Between May 2012 and December 2015, the Mars Advanced Radar for Subsurface and Ionosphere Sounding (or "MARSIS" for short) surveyed the region of Mars known as the Planum Australe, a 200-kilometer area on the planet's southern polar plain, which is composed of water ice, Carbon dioxide ice, and admixed dust.
MARSIS surveyed Mars' Planum Australe region between May 2012 and December 2015 and utilized radar pulses, sending them through the surface and the polar ice caps, ultimately measuring how the radio waves came back.
"If it does turn out that liquid water is the only explanation for the radar signal", she said, "it would be an exciting result, as the subsurface can also provide shielding from the harmful radiation of space, which would be needed if there is any life on Mars given the present lack of a thick atmosphere and magnetic field to protect the surface like we have on Earth".
The lake is about 12 miles across and may not be potable, as the researchers predict it must be extremely salty to stay liquid in the -10 and -30 Celsius temperatures.
Since 1964, the United States has launched more than 20 robotic spacecraft to the red planet at a cost of more than $20 billion in an evolving campaign to map out the red planet's surface, determine the role of water in its history and to search for signs of past habitability and the organic building blocks of life, Harwood reported. Further evaluation of the bright feature indicated an interface between the ice and a stable body of liquid water.
Orosei and colleagues used a radar instrument called MARSIS aboard the Mars Express spacecraft to make their discovery.
Liquid water is hiding beneath Mars' south pole glaciers, researchers reviewing radar data have confirmed.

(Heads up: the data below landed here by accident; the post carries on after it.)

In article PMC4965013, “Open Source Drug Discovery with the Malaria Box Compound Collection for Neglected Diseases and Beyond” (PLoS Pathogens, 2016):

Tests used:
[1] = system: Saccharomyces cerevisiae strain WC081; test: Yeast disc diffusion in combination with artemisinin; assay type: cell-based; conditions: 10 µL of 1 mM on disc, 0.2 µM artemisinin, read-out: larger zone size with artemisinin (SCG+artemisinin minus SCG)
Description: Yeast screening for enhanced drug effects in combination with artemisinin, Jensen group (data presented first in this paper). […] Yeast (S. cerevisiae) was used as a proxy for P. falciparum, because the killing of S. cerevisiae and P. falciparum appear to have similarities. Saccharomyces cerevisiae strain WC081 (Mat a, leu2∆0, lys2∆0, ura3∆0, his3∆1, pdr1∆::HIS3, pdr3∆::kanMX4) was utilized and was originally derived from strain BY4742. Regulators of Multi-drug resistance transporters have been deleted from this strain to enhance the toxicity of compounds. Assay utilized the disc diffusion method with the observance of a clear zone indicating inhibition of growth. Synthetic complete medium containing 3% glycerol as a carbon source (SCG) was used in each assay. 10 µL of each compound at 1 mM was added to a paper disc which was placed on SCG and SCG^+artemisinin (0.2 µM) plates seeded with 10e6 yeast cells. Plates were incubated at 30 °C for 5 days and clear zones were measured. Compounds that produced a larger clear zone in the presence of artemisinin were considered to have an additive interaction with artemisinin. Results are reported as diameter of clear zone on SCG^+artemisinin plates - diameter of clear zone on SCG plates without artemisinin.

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Over the last ten years, different Mars missions have found increasingly more evidence of water on Mars, including large sheets of ice under the surface and salty mud flows on the surface.
He said: "Magnesium, calcium, and sodium could be dissolved in the water to form a brine". Similarly, if the Martian lake holds life forms, they're likely to be holdovers from an ancient time when Mars was more habitable.
Together with the pressure of the overlying ice, this lowers the melting point, allowing the lake to remain liquid, as happens on Earth, according to the study. Researchers are keenly interested in such reservoirs since they are reminiscent of subglacial lakes in Antarctica, which are teeming with microbial life.
The Mars Advanced Radar for Subsurface and Ionosphere Sounding instrument, or MARSIS, was developed and built by the Italians for the Mars Express mission, which entered orbit around Mars in 2003.
Richard Zurek, the chief scientist in the Mars program office at NASA's Jet Propulsion Laboratory in Pasadena, California, said the complex, nearly chaotic structure of the ice caps could affect the radar signals in unexpected ways. The bright horizontal feature at the top represents the icy surface of Mars in this region.
"This took us long years of data analysis and struggles to find a good method to be sure that what we were observing was unambiguously liquid water", said study co-author Enrico Flamini, chief scientist at the Italian Space Agency.
Authors of the Science paper, "Radar Evidence of Subglacial Liquid Water on Mars", include Orosei, Flamini and Cicchetti, plus S.E. Lauro, E. Pettinelli, M. Coradini, B. Cosciotti, F. Di Paolo, E. Mattei, M. Pajola, F. Soldovieri, M. Cartacci, F. Cassenti, A. Frigeri, S. Giuppi, R. Martufi, A. Masdea, G. Mitri, C. Nenna, R. Noschese, M. Restano and R. Seu.